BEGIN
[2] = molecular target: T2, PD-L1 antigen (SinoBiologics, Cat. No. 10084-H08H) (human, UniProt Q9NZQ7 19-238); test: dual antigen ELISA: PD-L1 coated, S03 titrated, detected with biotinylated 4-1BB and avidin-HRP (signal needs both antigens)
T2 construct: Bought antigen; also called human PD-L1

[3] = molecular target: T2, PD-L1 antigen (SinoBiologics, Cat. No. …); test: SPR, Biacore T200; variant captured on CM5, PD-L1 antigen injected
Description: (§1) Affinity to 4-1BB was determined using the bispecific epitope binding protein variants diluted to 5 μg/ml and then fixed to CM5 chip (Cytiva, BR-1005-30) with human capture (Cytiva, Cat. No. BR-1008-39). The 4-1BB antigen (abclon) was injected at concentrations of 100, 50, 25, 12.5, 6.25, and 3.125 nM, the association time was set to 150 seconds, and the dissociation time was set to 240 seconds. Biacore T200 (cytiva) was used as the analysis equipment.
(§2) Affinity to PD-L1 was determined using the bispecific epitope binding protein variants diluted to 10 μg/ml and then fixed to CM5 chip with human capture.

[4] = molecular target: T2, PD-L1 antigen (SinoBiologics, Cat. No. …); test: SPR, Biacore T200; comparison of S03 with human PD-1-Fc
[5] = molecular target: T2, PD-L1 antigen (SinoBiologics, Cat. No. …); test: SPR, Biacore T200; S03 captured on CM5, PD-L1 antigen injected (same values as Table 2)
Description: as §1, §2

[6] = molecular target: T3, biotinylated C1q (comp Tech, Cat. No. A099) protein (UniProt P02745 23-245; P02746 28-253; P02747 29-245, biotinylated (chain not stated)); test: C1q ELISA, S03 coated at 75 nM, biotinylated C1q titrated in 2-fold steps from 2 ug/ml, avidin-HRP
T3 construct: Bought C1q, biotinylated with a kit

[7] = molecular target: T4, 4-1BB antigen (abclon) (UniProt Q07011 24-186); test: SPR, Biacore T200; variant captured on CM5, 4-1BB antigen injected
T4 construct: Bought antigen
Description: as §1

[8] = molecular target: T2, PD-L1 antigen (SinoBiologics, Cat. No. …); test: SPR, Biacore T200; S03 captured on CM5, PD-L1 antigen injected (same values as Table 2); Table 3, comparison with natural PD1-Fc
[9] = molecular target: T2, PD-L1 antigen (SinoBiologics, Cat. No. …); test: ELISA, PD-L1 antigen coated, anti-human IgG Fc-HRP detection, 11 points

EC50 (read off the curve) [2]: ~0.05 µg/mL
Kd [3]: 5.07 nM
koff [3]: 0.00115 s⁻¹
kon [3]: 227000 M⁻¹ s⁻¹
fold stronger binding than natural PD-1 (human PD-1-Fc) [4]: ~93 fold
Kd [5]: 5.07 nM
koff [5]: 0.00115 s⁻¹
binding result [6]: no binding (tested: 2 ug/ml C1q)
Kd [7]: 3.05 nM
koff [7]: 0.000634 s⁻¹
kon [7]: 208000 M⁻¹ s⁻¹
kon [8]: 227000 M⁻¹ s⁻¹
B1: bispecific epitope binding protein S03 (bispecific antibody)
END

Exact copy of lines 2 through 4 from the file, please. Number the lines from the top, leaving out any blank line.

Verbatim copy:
T2 construct: Bought antigen; also called human PD-L1

[3] = molecular target: T2, PD-L1 antigen (SinoBiologics, Cat. No. …); test: SPR, Biacore T200; variant captured on CM5, PD-L1 antigen injected
Description: (§1) Affinity to 4-1BB was determined using the bispecific epitope binding protein variants diluted to 5 μg/ml and then fixed to CM5 chip (Cytiva, BR-1005-30) with human capture (Cytiva, Cat. No. BR-1008-39). The 4-1BB antigen (abclon) was injected at concentrations of 100, 50, 25, 12.5, 6.25, and 3.125 nM, the association time was set to 150 seconds, and the dissociation time was set to 240 seconds. Biacore T200 (cytiva) was used as the analysis equipment.